The cumulative effect of the genetic bottleneck of introduction to North America and subsequent selective breeding also had a significant effect on allele frequency changes. In 28 genes containing at least one SNP, a significant (P < 0.05) allele frequency change was observed (Data Set 1). A total of 15 gene fragments, variable in the Landraces, were fixed in the Elite Cultivars, because of selection or genetic drift (Table 2). However, the haplotype diversity for the Elite Cultivars (0.28), the North American Ancestors (0.30), and the Landraces (0.32) were not significantly different (P > 0.05).

Domestication Bottleneck.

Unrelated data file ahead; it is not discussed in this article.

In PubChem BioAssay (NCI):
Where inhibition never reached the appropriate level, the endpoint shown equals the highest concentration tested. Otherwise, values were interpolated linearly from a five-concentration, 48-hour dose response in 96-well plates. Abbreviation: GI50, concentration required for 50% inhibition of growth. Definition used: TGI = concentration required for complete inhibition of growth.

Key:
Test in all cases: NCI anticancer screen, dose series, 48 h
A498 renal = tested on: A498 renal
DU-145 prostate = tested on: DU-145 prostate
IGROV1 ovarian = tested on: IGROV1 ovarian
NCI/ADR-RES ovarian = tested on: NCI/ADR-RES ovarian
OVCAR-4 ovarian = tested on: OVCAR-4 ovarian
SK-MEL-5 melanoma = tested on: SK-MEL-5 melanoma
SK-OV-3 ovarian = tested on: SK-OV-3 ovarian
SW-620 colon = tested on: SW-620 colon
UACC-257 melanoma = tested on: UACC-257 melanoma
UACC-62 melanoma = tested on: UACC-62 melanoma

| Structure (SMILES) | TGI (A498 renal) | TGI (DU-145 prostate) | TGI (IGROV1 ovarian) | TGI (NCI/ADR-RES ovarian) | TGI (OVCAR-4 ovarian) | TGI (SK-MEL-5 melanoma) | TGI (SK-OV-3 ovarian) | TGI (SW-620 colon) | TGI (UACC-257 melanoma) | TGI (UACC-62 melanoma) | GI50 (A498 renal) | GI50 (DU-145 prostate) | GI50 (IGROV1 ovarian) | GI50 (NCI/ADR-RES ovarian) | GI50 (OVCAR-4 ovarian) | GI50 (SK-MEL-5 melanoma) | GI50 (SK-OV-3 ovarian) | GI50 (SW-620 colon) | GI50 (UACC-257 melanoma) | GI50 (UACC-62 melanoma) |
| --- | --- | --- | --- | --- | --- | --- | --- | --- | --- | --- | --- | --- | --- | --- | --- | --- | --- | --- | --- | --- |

The domestication bottleneck is the most time-distant genetic constraint in the history of a crop and represents the first occurrence of human selection. We found that the Landraces retained 66% (π) and 49% (θ) of the nucleotide diversity found in G. soja (Table 1). The smallest reduction occurred in nonsynonymous sites, with the Landraces retaining 77% (π) of the diversity present in G. soja. The greatest number of allele frequency changes also occurred as a result of domestication with 61 genes having one or more SNPs with a significant (P < 0.05) allele frequency change (Data Set 3). Haplotype diversity was significantly lower in the Landraces (0.32) than in the wild soybean progenitor (0.51; P < 0.0001), which was consistent with the reduction in nucleotide diversity. The Landraces retained ≈63% of the haplotype diversity of G. soja. A total of 18 gene fragments that were variable in G. soja were fixed in the three G. max soybean populations (Table 5, which is published as supporting information on the PNAS web site). It is worth noting that in the comparison of unique SNPs among the four soybean populations, G. soja had the largest reservoir of unique sequence variants, with a total of 237 SNPs (Fig. 2). G. soja contained a total of 215 SNPs with a minor allele frequency ≤0.10, of which 175 were unique to G. soja and not found in any of the G. max populations (Data Set 3). The elimination of 81% of the low-frequency sequence variants in G. soja is consistent with the anticipated effects of a genetic bottleneck such as domestication.